With all the recent talk about a weaker US dollar, you may be wondering what your choices are to hedge against or make money should this happen. We wondered exactly that same thing about a year ago and discovered there weren’t many options.
It seemed logical that the easiest way to hedge against a dropping USD was to directly invest in Euros (or another foreign currency), but there didn’t seem to be any easy way to do this that didn’t involve traveling to another country to open a bank account.
Schwab offered some services such as investing in eurodollars or foreign bonds, but neither was as appealing, especially given that trades had to be conducted through their a specific department at their global investment division by phone. A few other brokerages offered investments in foreign currencies, but only to high net worth customers of $10M or more. (Sadly, we don’t qualify.) Other options we considered were some CEFs and mutual funds that invest in foreign companies or bonds.
Finally, our research pointed us to Everbank, which seemed to be the only service that offered direct investment in foreign currencies. We decided to give this a shot after confirming that they were reputable and were FDIC insured as a bank (though obviously any loss in investments would not be covered). It seemed easy enough: open an account via fax and wire transfer or deposit money into it. When you wanted to convert to another denomination, you’d call them by phone to place the order.
To make a long story short, after using them for a year, I decided to search for better ways of hedging against a fall in the US dollar. You can probably tell from my other posts that transparency is very important to me when it comes to investing and money, and I just didn’t feel that Everbank World Markets provided that level of service. Before opening an account, we couldn’t find any information on their commission structure on their site (even in the FAQ), so we had to call them and ask specifically in order to find out. They charged 0.5% for each trade (e.g. USD to another currency, and again vice versa) for amounts US$100K and above, and 0.75% for each trade if the amount was below that. (Not a bad spread for them, eh?)
I also noticed their customer service wasn’t at the level I expected for a bank or brokerage. The reps always answered with, “It’s a great day at Everbank. This is John”, always giving their first name only, always curt, and never particularly friendly. We found out quickly that they place currency trades in batch orders once or twice a day, so it seemed we could never find out what the current spot price was or what our trade was executed at unless we called back the next day. Oddly enough, once we had a rep who said, “Well, if you place a trade order now, I can guarantee you a good spot price.” This not only seemed counter to what all the other reps said with regard to the batch processing but reeked a little too much of used-car salesmanship tactics.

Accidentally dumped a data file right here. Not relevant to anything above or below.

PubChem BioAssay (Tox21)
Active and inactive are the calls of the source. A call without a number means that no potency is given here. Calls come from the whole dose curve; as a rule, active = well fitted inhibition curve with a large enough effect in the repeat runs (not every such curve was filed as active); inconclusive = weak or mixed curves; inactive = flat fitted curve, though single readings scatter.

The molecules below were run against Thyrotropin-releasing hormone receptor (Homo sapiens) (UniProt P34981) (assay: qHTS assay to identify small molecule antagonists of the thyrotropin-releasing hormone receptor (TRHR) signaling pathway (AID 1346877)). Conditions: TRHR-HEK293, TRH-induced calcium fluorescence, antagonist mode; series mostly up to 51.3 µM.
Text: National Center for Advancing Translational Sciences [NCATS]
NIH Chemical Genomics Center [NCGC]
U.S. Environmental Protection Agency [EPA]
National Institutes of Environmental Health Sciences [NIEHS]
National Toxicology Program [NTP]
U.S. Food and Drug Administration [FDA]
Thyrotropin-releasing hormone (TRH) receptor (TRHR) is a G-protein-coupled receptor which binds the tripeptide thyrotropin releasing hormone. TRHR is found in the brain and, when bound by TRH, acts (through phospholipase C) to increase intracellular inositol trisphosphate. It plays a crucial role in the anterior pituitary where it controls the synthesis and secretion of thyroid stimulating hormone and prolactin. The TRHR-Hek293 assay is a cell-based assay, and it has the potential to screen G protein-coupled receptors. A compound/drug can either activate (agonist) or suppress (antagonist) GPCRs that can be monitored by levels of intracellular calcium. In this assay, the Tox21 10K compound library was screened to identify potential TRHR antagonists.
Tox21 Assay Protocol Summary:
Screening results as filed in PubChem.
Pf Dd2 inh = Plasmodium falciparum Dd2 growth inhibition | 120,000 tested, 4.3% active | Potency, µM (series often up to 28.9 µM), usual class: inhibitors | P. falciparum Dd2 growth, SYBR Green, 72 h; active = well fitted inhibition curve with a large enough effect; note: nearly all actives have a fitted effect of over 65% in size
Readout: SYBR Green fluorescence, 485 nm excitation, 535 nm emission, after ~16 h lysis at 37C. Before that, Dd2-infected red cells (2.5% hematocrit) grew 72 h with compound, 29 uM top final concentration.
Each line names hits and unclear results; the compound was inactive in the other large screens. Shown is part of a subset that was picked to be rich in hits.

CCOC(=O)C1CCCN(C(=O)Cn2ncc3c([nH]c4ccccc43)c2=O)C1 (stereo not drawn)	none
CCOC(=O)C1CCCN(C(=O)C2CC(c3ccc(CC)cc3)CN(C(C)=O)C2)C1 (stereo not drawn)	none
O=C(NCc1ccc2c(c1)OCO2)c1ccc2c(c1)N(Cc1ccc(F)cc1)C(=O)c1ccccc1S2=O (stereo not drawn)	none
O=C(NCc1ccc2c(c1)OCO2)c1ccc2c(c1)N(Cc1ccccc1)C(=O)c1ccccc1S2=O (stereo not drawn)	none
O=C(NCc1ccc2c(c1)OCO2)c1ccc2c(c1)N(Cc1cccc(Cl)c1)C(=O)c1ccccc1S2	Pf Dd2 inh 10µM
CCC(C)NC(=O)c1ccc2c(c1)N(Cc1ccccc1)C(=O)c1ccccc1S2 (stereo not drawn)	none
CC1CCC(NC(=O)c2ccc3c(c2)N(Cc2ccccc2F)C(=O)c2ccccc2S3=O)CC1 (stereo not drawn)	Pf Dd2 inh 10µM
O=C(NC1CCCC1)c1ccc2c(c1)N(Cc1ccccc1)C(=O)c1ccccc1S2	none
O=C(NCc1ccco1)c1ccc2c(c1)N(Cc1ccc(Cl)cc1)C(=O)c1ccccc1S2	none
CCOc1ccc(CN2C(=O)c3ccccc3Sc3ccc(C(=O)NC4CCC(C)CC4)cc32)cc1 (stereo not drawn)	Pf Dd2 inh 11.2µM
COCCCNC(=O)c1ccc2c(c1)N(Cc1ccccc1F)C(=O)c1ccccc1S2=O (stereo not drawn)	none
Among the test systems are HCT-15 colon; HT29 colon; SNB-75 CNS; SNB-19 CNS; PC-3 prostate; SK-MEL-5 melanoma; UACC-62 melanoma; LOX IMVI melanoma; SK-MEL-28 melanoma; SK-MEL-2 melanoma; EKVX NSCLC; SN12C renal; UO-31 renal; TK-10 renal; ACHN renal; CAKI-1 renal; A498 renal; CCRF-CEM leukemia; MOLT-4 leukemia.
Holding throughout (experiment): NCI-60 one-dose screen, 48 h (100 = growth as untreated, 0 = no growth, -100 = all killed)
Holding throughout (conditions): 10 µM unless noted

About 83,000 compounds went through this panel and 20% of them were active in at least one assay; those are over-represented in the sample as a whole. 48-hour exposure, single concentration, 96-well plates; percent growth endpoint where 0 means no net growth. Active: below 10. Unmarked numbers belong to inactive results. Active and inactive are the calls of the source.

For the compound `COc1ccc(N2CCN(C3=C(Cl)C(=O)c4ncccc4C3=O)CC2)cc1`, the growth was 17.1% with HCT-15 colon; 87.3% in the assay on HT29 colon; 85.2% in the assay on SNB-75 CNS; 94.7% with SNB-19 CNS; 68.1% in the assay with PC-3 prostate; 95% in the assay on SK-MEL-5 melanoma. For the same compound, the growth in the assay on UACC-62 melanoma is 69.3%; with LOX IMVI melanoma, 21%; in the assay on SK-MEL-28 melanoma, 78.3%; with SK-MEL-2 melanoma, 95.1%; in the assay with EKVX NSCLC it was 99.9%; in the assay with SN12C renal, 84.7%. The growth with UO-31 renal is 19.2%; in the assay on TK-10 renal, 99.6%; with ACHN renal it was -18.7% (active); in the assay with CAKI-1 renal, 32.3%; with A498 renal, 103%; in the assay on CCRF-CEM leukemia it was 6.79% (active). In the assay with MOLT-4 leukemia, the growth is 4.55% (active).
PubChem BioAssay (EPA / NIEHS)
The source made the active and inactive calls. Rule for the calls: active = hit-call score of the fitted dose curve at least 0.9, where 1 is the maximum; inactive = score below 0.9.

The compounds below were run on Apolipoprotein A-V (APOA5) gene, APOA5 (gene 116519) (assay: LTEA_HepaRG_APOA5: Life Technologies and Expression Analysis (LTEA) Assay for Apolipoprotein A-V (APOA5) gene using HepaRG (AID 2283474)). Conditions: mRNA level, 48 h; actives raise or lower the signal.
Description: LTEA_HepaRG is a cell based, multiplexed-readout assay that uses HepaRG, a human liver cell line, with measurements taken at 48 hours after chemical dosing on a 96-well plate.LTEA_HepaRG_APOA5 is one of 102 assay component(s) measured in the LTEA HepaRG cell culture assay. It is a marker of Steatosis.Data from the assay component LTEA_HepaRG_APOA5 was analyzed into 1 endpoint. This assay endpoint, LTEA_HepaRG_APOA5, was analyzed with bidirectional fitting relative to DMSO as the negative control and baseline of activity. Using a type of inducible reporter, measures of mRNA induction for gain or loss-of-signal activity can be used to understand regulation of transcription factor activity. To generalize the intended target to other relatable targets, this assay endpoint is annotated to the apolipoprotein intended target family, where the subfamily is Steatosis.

A few months after we opened the World Market accounts, they started offering online access to your accounts if you opened a FreeNet Checking account. After doing so, we were able to look at our World Market accounts online, but not easily. Many times their servers were down, and their login and password requirements were a bit complicated. Anytime you forgot your password, it seemed their automatic retrieval system (which asked you some security questions) were 404-Page Not Found, which meant another call to the Customer Service department to reset the password.
So, in the end, we decided Everbank World Markets just wasn’t right for us. It still seems to be the only way out there to invest in foreign currencies, but the lack of transparency and difficulty of use bothered me enough that I decided to seek different ways to invest in a weak dollar, namely, finding foreign companies whose markets are mainly in their own countries (and not exporters, who would be hurt by a weak dollar), or perhaps US companies that do the bulk of their business overseas.